There’s going to be an avalanche of speculation about Jacob Turner, just designated for assignment by the Marlins, so let’s discuss some things:
- Turner, 23, is not the super-top-prospect guy he once was, but the peripherals and uptick in velocity this year make you think there could be something there still. The Marlins dumping him to add a reliever to the roster is a significant surprise.
- Of course, the Marlins aren’t DFA’ing him for no reason. The performance keeps lagging, and, being that Turner is out of minor league options, he has to be carried on the 25-man roster, which proved to be a problem for the Marlins. He also had a big league deal from back when he was originally signed, and he makes slightly more than your average pre-arb player ($1 million). The Marlins are in a pennant race, and perhaps they’ve just decided they simply can’t afford to have Turner anywhere on the roster right now, even in the bullpen. I’m stretching a little bit to explain the decision here, of course.
- Remember: “designated for assignment” =/= released or waived. It means Turner has been removed from the 25-man and 40-man rosters, and the Marlins now have 10 days in which to trade, waive, or release Turner. You can expect a lot of teams to be intrigued by the upside, and many teams might be willing to make a trade for Turner, giving up a marginal piece for him.
- … but it’s August. Which means that, in order to trade Turner, the Marlins first have to place him on revocable waivers. If he cleared, they could trade him to any team, and, if he’s claimed, the Marlins can trade him to the team that claims him (or let him go for nothing). As you recall from our primer, if multiple teams claim Turner, the priority goes by reverse standings order in the NL first, and then the AL. At present, then, the Cubs have the number two priority, right behind the Rockies.
- And the Rockies will totally claim him, right? I know that having to put him immediately on the 25-man roster makes things tricky, but, if you’re the Rockies, what do you have to lose by grabbing Turner and giving him a shot for the final two months of the year? If the Rockies do claim Turner and won’t give up much to get him, perhaps the Marlins pull him back, and that’s the end of things. (Edit – I see comments that merit some additional discussion here. What I mean by “end of things” is that the Marlins would have to then decide either to place Turner back on the 25/40-man rosters or release him (or place him on outright waivers, which would create a different angle here, but I’m presuming they won’t have to go that route). They would, presumably, choose the former. The end. The interplay between waiver for the purposes of DFA (outright waivers) and revocable trade waivers are not 100% clear to me (can they go consecutively? for example), but I think I’ve got this right. As always, with the minutia of MLB’s roster rules, I’m open to learning where I am mistaken. (Double Edit – But if you start with a DFA, can you use revocable trade waivers at all? Or do you have to start with outright assignment waivers, which would neuter a lot of the discussion below? I’m doing some CBA researching. Nerd fun!) )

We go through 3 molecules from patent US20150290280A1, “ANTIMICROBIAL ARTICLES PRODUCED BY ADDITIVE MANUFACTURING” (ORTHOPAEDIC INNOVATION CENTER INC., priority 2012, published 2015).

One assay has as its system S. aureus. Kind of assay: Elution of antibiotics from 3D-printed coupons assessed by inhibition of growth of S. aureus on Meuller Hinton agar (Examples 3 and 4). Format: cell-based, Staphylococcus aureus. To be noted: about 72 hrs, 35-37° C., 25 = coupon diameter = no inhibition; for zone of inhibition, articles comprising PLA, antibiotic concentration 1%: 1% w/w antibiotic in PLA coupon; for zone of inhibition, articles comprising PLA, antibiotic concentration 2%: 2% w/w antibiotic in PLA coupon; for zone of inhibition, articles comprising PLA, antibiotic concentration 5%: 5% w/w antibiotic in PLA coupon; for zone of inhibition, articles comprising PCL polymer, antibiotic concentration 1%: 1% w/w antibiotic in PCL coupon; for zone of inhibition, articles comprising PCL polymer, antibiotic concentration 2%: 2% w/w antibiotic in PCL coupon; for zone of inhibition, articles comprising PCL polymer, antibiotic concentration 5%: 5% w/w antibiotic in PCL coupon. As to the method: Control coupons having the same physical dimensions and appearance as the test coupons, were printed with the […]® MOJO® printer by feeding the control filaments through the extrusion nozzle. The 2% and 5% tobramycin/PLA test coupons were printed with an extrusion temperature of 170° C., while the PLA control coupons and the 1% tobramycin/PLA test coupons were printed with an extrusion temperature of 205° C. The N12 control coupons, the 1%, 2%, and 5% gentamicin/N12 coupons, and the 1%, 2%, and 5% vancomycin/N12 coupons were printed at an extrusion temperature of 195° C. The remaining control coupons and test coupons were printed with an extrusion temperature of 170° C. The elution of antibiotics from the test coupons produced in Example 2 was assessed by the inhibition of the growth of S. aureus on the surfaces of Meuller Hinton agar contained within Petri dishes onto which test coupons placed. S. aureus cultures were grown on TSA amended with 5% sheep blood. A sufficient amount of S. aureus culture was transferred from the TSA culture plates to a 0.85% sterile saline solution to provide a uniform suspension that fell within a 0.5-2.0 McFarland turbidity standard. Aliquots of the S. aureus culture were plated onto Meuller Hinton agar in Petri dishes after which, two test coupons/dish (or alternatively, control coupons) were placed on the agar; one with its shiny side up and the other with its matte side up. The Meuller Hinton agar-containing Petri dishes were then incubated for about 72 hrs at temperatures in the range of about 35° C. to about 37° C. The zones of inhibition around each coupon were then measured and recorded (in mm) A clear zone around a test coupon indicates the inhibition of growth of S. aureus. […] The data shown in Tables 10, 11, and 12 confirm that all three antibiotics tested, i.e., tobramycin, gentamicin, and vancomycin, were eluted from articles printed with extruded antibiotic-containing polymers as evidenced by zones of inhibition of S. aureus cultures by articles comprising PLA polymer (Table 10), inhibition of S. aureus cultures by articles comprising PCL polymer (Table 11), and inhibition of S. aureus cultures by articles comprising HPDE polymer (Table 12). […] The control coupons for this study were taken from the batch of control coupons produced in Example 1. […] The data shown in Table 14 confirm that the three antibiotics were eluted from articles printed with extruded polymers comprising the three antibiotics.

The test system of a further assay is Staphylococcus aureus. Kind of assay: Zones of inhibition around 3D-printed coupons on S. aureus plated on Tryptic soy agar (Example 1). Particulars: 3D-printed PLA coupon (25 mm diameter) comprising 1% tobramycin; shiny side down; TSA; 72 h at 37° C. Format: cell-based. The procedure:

- Fun side wrinkle: the Cubs and Rockies are about to play each other, and you’re wondering if the Cubs could actually slide into the top priority spot if the Marlins wait a couple days to waive Turner. No, sorry. Even if the Rockies sweep the Cubs, they’ll still be a half-game worse than the Cubs. The Diamondbacks, however, could “pass” the Cubs if they lose today/tomorrow and the Cubs win a couple. The timing of the waiver could be key.
- So, let’s say the priority stays the same, and let’s imagine the Rockies don’t claim Turner for some reason … would the Cubs? If you believe there’s a robust trade market out there for Turner, the answer is yes, because the Cubs could just do what the Nationals did last year with David DeJesus (use waiver priority to get the guy, and then trade him to a team further up the ladder). Of course, if every team is thinking the same way, it could be a long ride up the ladder!
- Would the Cubs want to claim and then keep Turner? It’s a trickier decision, given the required 25-man spot. Would the Cubs rather have Turner than, for example, a reliever they might have to dump? I’m not trying to be coy here, because I think the answer is a pretty clear yes. I suppose I’m just so surprised that the Marlins are doing this that it leaves me suspicious about whether there’s something I’m missing on Turner. I know he’s out of options, I know the results haven’t matched the peripherals, and I know there were some health questions … but he’s a 23-year-old pitcher with a low-90s fastball and plenty of upside. Maybe the Marlins are hoping a team like the Cubs will claim him and then give up real value? Sure, I think it’s reasonable to part with a low-level, reasonable-upside prospect for Turner (perhaps one who would otherwise have to be put on the 40-man roster this offseason to protect from the Rule 5 Draft) or maybe a complementary piece to help the Marlins with their stretch run (of course, that player, too, would have to run the waiver gauntlet).
- All of this is dependent, of course, on the Cubs’ internal take on Turner. Maybe they don’t like him for some reason. It’s a reminder, though, of why it’s important to have as many updated scouting takes on as many players as possible at all times. Never know when you might have to make a quick decision.
- Again, I don’t see why the Rockies wouldn’t jump first on Turner, but, if they don’t, I’d think the Cubs would be happy to get Turner on board, and then sort out the roster crunch questions later. Interesting stuff, man.